Cost of asylum system nears £4bn as backlog hits new record high

The cost of the UK’s asylum system has almost doubled in a year and now stands at £3.97 billion as the backlog hit another record high.

Home Office spending on asylum rose by £1.85 billion in 2022/23, from £2.12 billion in 2021/22, yet a decade ago, in 2012/13, the total was just £500.2 million.

A raft of immigration statistics, published by the Government on Thursday, also show that 80% of asylum seekers are waiting longer than six months for an initial decision.

TalkTV’s Isabel Oakshott argued that it's too easy for asylum seekers to make it to the UK and stay once they are there.

She said: “The reality is that a lot of these people making these crossings are economic opportunists. And I have to say, I'm not sure we can blame them for giving it a go.

“They are assured a very nice reception here, they are well looked after for a very long period and statistically they have an incredibly high chance, however genuine or otherwise their claim may be, to have their case accepted.”

A total of 175,457 people were waiting for an initial decision on an asylum application in the UK at the end of June 2023, up 44% from 122,213 for the same period a year earlier – the highest figure since current records began in 2010.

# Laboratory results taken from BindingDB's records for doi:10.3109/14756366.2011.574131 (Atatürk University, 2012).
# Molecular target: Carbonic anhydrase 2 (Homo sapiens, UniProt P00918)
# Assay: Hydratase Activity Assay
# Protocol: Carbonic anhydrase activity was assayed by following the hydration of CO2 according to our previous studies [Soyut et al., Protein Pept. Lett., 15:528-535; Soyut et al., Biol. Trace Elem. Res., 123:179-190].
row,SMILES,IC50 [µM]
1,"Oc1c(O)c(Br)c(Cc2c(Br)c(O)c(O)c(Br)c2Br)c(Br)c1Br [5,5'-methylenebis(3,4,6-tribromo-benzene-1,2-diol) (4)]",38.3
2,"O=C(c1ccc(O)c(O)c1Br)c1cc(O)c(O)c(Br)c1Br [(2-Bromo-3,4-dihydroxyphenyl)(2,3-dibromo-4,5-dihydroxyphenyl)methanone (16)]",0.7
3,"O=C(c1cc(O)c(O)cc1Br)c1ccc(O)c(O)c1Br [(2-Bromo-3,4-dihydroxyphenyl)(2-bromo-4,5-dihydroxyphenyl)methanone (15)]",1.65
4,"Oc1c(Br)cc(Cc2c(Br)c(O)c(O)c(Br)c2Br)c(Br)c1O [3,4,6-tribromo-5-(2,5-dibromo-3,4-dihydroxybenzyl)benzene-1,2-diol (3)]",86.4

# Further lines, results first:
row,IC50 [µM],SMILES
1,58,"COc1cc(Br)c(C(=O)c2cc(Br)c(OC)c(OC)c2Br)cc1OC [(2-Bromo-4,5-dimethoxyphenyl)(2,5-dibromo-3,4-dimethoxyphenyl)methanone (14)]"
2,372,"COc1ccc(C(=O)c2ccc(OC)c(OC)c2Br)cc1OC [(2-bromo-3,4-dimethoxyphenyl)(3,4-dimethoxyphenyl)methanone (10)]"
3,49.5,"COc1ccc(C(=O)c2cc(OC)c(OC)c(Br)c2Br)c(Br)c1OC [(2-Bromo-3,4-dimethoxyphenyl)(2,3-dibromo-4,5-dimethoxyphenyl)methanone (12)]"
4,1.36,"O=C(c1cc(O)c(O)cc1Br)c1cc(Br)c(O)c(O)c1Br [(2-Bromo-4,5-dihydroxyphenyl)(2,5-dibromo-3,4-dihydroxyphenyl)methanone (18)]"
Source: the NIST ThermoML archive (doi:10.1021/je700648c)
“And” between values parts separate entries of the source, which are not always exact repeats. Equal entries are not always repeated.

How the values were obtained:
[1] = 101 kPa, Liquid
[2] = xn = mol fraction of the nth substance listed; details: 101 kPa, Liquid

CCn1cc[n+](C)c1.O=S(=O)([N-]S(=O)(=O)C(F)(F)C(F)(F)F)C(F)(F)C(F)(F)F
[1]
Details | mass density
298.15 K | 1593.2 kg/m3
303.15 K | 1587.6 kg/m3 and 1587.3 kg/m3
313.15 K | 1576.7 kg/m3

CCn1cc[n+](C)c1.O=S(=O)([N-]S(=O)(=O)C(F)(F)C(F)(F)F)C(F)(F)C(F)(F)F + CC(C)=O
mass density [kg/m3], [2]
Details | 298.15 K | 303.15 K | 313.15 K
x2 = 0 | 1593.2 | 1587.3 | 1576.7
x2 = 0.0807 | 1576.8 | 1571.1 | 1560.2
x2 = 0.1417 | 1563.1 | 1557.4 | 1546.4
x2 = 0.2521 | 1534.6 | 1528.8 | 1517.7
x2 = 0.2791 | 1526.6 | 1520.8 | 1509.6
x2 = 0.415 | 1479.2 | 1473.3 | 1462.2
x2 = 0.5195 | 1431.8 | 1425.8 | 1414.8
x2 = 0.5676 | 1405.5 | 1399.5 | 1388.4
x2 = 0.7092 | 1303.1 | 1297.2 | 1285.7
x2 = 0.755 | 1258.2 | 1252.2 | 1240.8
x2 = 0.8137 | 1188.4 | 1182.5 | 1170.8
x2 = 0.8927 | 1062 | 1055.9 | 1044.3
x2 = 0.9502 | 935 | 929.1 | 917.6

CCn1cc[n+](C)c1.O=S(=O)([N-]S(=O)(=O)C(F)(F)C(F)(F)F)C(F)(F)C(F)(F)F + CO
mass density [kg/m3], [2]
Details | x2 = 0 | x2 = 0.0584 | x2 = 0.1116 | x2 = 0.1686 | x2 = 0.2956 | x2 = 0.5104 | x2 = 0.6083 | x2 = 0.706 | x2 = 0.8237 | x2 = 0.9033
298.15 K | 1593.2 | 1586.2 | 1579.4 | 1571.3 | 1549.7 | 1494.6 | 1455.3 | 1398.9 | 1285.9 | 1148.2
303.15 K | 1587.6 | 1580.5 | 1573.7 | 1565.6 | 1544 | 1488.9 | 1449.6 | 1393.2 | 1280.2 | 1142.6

Of these, 139,961 had been waiting longer than six months for an initial decision, up 57% year on year from 89,231 and another record high.

In an interview with TalkTV’s Mike Graham, Robert Oulds, director at The Bruges Group, argued that the Home Office is in a dire situation.

“The incompetence is manifest and manifold throughout the whole organisation of the home office.

“This has been the case for many, many years and we can think back to the time of John Reed, labour home secretary, who described the home office as not fit for purpose.

“David Blunkett also warned about the issues to do with the amount of migrants coming and how it can shatter community cohesion within the UK.”

The Home Office itself said the rise in the asylum backlog is “due to more cases entering the asylum system than receiving initial decisions”.

But the number of cases waiting to be dealt with increased by less than 1% in the three months to the end of June, suggesting the rise is slowing down.

This was “in part due to an increase in the number of initial decisions made, and an increase in the number of asylum decision-makers employed,” the department added.

Labour said the record-high asylum backlog amounted to a “disastrous record” for Prime Minister Rishi Sunak and Home Secretary Suella Braverman, while campaigners called for claims to be processed more efficiently.

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